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Yellowstone/Glacier - KM Z2 versus Fuji S5100 versus Oly C..

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Anonymous
June 2, 2005 11:14:34 AM

Archived from groups: rec.photo.digital (More info?)

At some point I am going to have to decide between these cameras before
I lose my mind...

I was planning on grabbing the Canon S2 but the image noise at low
ISO's really threw me off. Im not going to pay 500$ for high noise at
low ISO's. Not my idea of fun. I wasn't impressed with the images I saw
either.

Anyway, the cameras I listed have very clean low ISO's, and still have
long zooms and video modes. However, I simply cannot decide and getting
user feedback would be *huge*.

What I am planning on doing is shooting around 900 photos and 2 hours
of video this July/August in Montana (northern Yellowstone and Glacier
National Park). Most of it will be camping, but a car will be nearby
for a majority of the days, so that will be the source of charging,
etc. I will need something that is reliable and that I can depend on.
All of these look like gems, but they all have weaknesses (The Z2 seems
to have the fewest weaknesses so far). They all have 10x optical

So, requirements:

1. ability to add telephoto lense later on
2. good picture quality
3. decent video capture, zooming during a big plus


The S5100 pros:

1.nice fuji color
2.fairly rugged build
3.14x zoom lense at 2 megapixel option without quality loss
4.crisp, clear video mode with good sound ,640x480 @30fps. Cannot zoom
while recording, but you can adjust the zoom to place it where you want
before recording (some cameras force your zoom to go flat)
5. uses AA batteries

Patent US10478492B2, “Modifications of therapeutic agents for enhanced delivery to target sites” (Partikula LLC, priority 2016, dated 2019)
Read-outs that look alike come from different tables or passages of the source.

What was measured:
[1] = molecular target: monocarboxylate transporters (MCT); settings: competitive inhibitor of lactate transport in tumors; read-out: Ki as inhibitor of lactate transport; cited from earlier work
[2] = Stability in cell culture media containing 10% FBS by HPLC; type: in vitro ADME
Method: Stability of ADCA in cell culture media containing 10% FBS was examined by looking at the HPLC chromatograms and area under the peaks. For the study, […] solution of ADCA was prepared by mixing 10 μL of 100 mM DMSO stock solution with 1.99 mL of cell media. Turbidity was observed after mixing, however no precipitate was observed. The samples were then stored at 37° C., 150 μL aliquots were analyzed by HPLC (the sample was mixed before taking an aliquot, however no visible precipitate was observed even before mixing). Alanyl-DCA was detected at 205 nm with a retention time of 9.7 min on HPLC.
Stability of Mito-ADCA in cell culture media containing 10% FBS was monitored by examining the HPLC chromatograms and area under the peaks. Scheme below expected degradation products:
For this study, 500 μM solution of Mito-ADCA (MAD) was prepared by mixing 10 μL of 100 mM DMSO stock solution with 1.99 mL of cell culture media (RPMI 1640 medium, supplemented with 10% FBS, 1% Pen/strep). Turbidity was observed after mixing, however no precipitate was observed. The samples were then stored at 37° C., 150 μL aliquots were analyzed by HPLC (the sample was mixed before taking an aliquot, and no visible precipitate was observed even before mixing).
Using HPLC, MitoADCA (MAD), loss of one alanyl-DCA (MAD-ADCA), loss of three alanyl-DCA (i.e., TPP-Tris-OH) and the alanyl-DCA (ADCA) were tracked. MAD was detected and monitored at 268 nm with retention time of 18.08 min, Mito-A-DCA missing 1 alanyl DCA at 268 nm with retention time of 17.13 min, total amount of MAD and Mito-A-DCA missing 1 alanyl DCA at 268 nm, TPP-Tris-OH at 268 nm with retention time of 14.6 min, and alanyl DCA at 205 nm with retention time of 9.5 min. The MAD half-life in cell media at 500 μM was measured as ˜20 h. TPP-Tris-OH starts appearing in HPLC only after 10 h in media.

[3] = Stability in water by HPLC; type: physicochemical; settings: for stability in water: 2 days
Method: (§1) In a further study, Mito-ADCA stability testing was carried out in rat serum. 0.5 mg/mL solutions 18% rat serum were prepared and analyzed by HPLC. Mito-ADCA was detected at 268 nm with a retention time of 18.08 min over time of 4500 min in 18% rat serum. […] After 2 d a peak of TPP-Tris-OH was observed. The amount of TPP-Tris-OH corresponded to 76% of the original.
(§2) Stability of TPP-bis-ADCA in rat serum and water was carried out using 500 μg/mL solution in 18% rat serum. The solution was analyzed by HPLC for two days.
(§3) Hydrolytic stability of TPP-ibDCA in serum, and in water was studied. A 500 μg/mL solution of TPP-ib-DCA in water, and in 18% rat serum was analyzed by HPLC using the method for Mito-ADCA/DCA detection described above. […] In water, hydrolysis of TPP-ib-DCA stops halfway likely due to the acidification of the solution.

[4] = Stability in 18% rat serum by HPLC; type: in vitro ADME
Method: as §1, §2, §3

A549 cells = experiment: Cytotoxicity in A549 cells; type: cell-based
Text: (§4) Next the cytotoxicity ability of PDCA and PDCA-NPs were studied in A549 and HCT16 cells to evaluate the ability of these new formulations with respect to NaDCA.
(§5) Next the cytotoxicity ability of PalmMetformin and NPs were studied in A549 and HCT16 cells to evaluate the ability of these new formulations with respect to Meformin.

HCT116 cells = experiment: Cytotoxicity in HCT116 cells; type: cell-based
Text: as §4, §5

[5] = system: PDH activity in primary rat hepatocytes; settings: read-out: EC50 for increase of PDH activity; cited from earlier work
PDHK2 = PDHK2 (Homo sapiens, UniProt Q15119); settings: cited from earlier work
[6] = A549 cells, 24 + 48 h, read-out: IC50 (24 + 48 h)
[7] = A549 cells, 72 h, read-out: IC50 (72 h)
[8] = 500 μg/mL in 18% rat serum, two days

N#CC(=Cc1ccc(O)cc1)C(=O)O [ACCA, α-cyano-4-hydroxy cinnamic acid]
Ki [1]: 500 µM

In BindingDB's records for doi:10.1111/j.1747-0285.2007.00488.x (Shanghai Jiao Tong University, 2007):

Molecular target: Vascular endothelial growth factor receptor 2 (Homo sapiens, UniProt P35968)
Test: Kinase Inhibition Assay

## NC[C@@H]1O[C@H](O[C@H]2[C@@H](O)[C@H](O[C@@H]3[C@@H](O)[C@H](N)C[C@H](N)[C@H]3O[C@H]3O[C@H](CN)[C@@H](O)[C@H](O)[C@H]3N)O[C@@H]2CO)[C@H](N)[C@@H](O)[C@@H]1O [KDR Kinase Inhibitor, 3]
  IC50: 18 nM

6. AF lamp
7. looks kinda cool
8. RAW mode
9. 3.1 at teleophoto
10 comes with lense adapter, cover
11.low noise at low ISO's
12. bought new for 220$ thx to current rebate
13. fast for a digi cam


s5100 cons:

1. that damn vignetting issue in top left corner
2. no zoom during video recording
3. limited compression options at 4mp
4. video mode only 14 minutes on one gig card


C770 pros:

1. great image quality, well regarded in this area
2. 14x smart zoom option at 2 megapixels
3. plugging in external mic allows full zooming in movie mode
4. 30 minutes of movie recording on 512mb card (mpeg 4 640x480@30fps),
good quality
5. many options for compression
6. huge amount of manual options and customizing
7. rugged metal build
8. small for a superzoom
9. low noise at 64 and 100 ISO
10. remote control

C770 cons:

1. weak proprietary battery, 150 photos per battery. have to buy
several backups for upcoming trip
2. no focus assist
3. focus will hunt in low light
4. slow to start up
5. 285$
6. video quality not as sharp as s5100
7. Olympus seems like an "unfriendly" company, locking you out panorama
mode if you dont buy their specific memory card


Z2 pros:

1. good image quality if a bit soft
2. very fast camera
3. fast focus
4. very good video mode, 800x600 @15fps, 640x480@30 fps with sound and
optical zooming
5. uses AA batteries
6. good manual options
7. 191$ new thx to current rebate
8. uses SD cards
9. lcd works in low light and bright sun
10. low noise at low ISO's


z2 cons:

1. kinda plasticky
2. only 13 minutes of video on 1 gig card





So there you have it. Thx for letting me vent about this whole thing.
If anyone can offer insight or any tips that would be pretty cool.
June 3, 2005 4:05:01 AM

Archived from groups: rec.photo.digital (More info?)

These are all P&S digicams. Apples, oranges and grapes: whatever tastes the
best.
I don't know if you have been to these places before or not.
Having been there on several occasions I would strongly recommend, if you
are serious about photography, that you seriously consider upgrading the
type of still camera and lenses you plan to carry.